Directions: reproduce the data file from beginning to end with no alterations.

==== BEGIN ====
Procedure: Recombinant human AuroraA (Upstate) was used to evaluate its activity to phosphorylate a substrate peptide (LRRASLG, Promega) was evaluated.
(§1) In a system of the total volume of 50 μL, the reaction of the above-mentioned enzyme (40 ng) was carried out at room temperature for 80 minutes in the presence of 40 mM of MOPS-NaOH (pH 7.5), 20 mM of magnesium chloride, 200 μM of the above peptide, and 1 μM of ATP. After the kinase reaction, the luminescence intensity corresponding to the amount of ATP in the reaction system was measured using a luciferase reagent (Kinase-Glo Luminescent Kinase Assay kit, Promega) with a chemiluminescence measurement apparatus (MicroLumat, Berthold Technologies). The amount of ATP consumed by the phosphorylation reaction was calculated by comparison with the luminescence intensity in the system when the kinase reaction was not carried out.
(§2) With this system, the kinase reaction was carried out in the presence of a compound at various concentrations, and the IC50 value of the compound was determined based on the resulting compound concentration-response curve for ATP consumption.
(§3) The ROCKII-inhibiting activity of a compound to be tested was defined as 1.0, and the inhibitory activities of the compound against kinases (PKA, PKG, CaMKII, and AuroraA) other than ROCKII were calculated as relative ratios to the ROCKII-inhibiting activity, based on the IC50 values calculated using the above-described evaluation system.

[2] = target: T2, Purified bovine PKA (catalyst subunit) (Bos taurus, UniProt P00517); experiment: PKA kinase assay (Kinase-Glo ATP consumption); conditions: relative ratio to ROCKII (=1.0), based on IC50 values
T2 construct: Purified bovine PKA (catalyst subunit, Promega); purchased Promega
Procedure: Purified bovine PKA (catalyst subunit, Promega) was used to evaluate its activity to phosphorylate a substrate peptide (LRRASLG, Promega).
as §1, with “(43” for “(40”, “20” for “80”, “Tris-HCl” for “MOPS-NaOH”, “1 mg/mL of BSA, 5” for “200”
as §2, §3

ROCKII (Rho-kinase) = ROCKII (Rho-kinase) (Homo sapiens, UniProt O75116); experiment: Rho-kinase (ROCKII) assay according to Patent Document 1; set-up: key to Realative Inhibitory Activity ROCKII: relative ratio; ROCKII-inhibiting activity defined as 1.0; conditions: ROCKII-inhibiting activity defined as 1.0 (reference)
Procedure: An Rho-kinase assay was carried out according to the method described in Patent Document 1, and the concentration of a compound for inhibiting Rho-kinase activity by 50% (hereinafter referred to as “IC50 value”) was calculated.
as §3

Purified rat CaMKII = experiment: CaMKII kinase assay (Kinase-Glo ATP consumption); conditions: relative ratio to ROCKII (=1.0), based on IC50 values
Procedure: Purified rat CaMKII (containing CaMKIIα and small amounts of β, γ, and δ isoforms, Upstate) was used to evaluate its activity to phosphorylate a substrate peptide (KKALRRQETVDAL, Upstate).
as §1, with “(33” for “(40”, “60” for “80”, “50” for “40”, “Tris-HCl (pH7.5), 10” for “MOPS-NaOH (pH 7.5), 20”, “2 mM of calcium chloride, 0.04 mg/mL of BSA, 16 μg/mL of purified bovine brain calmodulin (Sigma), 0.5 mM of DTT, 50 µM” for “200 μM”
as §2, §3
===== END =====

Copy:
Procedure: Recombinant human AuroraA (Upstate) was used to evaluate its activity to phosphorylate a substrate peptide (LRRASLG, Promega) was evaluated.
(§1) In a system of the total volume of 50 μL, the reaction of the above-mentioned enzyme (40 ng) was carried out at room temperature for 80 minutes in the presence of 40 mM of MOPS-NaOH (pH 7.5), 20 mM of magnesium chloride, 200 μM of the above peptide, and 1 μM of ATP. After the kinase reaction, the luminescence intensity corresponding to the amount of ATP in the reaction system was measured using a luciferase reagent (Kinase-Glo Luminescent Kinase Assay kit, Promega) with a chemiluminescence measurement apparatus (MicroLumat, Berthold Technologies). The amount of ATP consumed by the phosphorylation reaction was calculated by comparison with the luminescence intensity in the system when the kinase reaction was not carried out.
(§2) With this system, the kinase reaction was carried out in the presence of a compound at various concentrations, and the IC50 value of the compound was determined based on the resulting compound concentration-response curve for ATP consumption.
(§3) The ROCKII-inhibiting activity of a compound to be tested was defined as 1.0, and the inhibitory activities of the compound against kinases (PKA, PKG, CaMKII, and AuroraA) other than ROCKII were calculated as relative ratios to the ROCKII-inhibiting activity, based on the IC50 values calculated using the above-described evaluation system.

[2] = target: T2, Purified bovine PKA (catalyst subunit) (Bos taurus, UniProt P00517); experiment: PKA kinase assay (Kinase-Glo ATP consumption); conditions: relative ratio to ROCKII (=1.0), based on IC50 values
T2 construct: Purified bovine PKA (catalyst subunit, Promega); purchased Promega
Procedure: Purified bovine PKA (catalyst subunit, Promega) was used to evaluate its activity to phosphorylate a substrate peptide (LRRASLG, Promega).
as §1, with “(43” for “(40”, “20” for “80”, “Tris-HCl” for “MOPS-NaOH”, “1 mg/mL of BSA, 5” for “200”
as §2, §3

ROCKII (Rho-kinase) = ROCKII (Rho-kinase) (Homo sapiens, UniProt O75116); experiment: Rho-kinase (ROCKII) assay according to Patent Document 1; set-up: key to Realative Inhibitory Activity ROCKII: relative ratio; ROCKII-inhibiting activity defined as 1.0; conditions: ROCKII-inhibiting activity defined as 1.0 (reference)
Procedure: An Rho-kinase assay was carried out according to the method described in Patent Document 1, and the concentration of a compound for inhibiting Rho-kinase activity by 50% (hereinafter referred to as “IC50 value”) was calculated.
as §3

Purified rat CaMKII = experiment: CaMKII kinase assay (Kinase-Glo ATP consumption); conditions: relative ratio to ROCKII (=1.0), based on IC50 values
Procedure: Purified rat CaMKII (containing CaMKIIα and small amounts of β, γ, and δ isoforms, Upstate) was used to evaluate its activity to phosphorylate a substrate peptide (KKALRRQETVDAL, Upstate).
as §1, with “(33” for “(40”, “60” for “80”, “50” for “40”, “Tris-HCl (pH7.5), 10” for “MOPS-NaOH (pH 7.5), 20”, “2 mM of calcium chloride, 0.04 mg/mL of BSA, 16 μg/mL of purified bovine brain calmodulin (Sigma), 0.5 mM of DTT, 50 µM” for “200 μM”
as §2, §3